Ina Garten Crashed TODAY With Hoda And Jenna With This Boozy Surprise

"I think we need something," Ina Garten began. She started brushing her neck and tried a different tactic: "All those baked goods. You need something to wash it down." Hoda Kobt and Jenna Bush Hager, the co-hosts of "Today with Hoda and Jenna," agreed. As the show's Twitter account said in the tweet of this clip, they had received "a special holiday surprise" from Ina Garten. They suspected more was to come.

"So," Garten continued, "I actually also brought something else that I thought you might enjoy." A runner wheeled in a moving platform with three massive cocktail glasses — more like cocktail buckets. "Since it's 10 o'clock in the morning, I thought we all needed a cosmo."

"Is this how you drink your cosmos?" Hager asked.

"Only in a pandemic," Garten stated.

Garten then put to rest any worries the hosts and audience might have by explaining that during the pandemic's onset, she decided everyone needed a treat. So, she made the largest cosmopolitan ever. Conversation then steered toward her preference of a campari and soda during the holidays while Jeffery, her husband, can be satisfied with vodka and some olives.

Many might relate to Ina Garten

The segment's festive, alcohol digression prompted Hoda Kobt to relay how most people she knows want to meet Ina Garten. In fact, most seem starstruck by the possibility. That being said, Garten is also one of the most down-to-earth people you could ever meet. No doubt pouring a massive cosmo to ready oneself for the pandemic helped with this perception.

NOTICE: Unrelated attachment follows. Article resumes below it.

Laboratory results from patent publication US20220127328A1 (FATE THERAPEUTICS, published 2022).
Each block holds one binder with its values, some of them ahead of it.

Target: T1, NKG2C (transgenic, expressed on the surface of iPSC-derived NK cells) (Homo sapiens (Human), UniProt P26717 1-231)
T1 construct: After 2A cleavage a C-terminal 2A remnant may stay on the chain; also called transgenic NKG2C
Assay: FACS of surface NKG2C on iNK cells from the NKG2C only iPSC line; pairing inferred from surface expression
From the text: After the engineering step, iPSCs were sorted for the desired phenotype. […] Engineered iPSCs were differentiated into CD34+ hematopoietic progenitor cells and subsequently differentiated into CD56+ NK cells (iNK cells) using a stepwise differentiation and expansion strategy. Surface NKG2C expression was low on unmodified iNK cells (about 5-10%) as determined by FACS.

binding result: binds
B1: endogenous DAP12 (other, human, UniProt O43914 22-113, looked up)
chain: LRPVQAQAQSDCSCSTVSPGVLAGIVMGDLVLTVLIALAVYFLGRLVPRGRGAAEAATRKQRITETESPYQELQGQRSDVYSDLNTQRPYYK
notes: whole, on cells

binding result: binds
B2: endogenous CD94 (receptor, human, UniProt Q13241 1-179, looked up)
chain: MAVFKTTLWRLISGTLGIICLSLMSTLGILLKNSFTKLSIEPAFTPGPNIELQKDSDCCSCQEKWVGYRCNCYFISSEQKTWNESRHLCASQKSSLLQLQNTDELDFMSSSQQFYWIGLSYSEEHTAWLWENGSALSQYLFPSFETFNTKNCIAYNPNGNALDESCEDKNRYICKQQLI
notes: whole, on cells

The turn to alcohol reflects what the country did at the time. Boston University (BU) reported that alcohol sales jumped by 54% during the lockdown. As one might imagine, the framing of this report did not share the bubbly tone of pouring a massive cosmopolitan. Rather, it noted that Americans already had a problematic relationship with alcohol and that was worsened due to the stresses of the pandemic. "There's never, in my lifetime, been a more stressful time," Miriam Komaromy, medical director of the Grayken Center for Addiction at Boston Medical Center, told BU. "Turning to the substance that almost everybody has in their house is a pretty understandable response — but it's also potentially very damaging." It's an issue of treating drinks as a pseudo-medication. We don't need a massive cosmo to wash down baked goods. On occasions like Christmas, however, it is a reasonable treat.